Depending on how you look at it, this is either a harbinger of the emergent-model AI Singularity or a demonstration of the specious voodoo underpinnings of the automated financial markets… possibly both, if you’re a real pessimist [via Kottke.org].
A couple weeks ago, Huffington Post blogger Dan Mirvish noted a funny trend: when Anne Hathaway was in the news, Warren Buffett’s Berkshire Hathaway’s shares went up. He pointed to six dates going back to 2008 to show the correlation. Mirvish then suggested a mechanism to explain the trend: “automated, robotic trading programming are picking up the same chatter on the Internet about ‘Hathaway’ as the IMDb’s StarMeter, and they’re applying it to the stock market.”
Companies are trying to “correlate everything against everything,” [Bates] explained, and if they find something that they think will work time and again, they’ll try it out. The interesting, thing, though, is that it’s all statistics, removed from the real world. It’s not as if a hedge fund’s computers would spit the trading strategy as a sentence: “When Hathway news increases, buy Berkshire Hathaway.” In fact, traders won’t always know why their algorithms are doing what they’re doing. They just see that it’s found some correlation and it’s betting on Buffett’s company.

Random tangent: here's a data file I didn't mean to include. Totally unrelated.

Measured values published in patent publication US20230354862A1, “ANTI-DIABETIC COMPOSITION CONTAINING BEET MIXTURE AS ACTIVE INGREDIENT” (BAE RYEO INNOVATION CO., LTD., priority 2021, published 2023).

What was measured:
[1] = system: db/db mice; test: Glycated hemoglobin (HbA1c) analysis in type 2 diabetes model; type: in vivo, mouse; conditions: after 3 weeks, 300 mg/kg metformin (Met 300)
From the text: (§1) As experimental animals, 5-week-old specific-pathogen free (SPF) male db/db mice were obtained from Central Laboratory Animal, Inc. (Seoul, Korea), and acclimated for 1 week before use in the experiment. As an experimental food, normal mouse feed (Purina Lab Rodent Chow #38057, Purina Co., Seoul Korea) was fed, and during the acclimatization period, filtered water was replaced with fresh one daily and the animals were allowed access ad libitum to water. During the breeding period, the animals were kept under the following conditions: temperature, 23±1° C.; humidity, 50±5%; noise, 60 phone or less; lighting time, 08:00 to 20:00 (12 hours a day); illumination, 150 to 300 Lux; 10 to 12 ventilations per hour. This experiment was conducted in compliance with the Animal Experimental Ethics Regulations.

Now, generally the correlations are between some statistical indicator and a stock or industry. “Let’s say a new instrument comes to an exchange, you might suddenly notice that that an instrument moves in conjunction with the insurance sector,” Bates posited. But it’s thought that some hedge funds are testing strategies out to mine news and social media datasets for other types of correlations.
Crazy, right? Well, irrational on one level, perhaps, but those trading algos are big (bad) business: remember the guy who was accused of stealing some algo code from Goldman Sachs? Eight year stretch [via BoingBoing].